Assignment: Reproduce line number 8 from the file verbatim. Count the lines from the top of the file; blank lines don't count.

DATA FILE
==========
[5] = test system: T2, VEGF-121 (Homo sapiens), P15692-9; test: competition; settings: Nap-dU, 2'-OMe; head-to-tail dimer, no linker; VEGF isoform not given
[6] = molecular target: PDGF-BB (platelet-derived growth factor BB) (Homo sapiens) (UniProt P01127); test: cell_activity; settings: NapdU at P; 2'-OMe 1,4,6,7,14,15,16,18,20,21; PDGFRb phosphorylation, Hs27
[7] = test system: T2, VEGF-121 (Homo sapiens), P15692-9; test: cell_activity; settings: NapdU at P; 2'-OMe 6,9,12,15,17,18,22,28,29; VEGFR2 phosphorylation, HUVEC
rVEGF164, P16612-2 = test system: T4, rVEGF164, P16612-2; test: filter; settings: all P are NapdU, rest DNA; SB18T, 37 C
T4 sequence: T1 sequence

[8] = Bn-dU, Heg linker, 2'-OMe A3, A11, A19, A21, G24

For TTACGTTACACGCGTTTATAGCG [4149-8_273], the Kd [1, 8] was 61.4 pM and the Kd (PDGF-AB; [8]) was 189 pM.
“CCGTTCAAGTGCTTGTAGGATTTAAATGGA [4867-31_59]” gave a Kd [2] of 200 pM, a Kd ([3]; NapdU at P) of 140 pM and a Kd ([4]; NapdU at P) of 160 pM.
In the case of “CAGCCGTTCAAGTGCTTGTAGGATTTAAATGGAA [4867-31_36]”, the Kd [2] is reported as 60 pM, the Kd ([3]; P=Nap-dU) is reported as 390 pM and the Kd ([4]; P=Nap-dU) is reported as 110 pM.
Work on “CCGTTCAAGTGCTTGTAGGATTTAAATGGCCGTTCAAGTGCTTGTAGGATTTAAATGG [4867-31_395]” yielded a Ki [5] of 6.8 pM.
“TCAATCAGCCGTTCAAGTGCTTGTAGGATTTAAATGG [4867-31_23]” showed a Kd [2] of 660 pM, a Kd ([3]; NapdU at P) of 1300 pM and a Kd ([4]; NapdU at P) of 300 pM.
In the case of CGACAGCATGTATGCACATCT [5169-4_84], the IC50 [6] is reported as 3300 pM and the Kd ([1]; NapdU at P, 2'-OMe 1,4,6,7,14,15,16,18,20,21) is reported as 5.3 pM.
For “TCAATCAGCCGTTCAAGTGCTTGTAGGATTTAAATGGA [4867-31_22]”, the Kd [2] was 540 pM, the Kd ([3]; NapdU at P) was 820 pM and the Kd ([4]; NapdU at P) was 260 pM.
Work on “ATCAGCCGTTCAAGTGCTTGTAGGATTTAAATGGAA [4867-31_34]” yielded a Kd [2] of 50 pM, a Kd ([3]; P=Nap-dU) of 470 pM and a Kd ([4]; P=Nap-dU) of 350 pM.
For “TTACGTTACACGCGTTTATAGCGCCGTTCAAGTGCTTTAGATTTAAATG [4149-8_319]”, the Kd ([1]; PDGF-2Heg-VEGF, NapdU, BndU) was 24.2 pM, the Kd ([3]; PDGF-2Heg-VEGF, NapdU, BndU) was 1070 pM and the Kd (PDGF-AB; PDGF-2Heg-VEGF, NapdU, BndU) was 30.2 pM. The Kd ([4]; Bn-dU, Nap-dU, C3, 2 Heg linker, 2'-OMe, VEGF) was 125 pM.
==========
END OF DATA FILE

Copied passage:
“CCGTTCAAGTGCTTGTAGGATTTAAATGGA [4867-31_59]” gave a Kd [2] of 200 pM, a Kd ([3]; NapdU at P) of 140 pM and a Kd ([4]; NapdU at P) of 160 pM.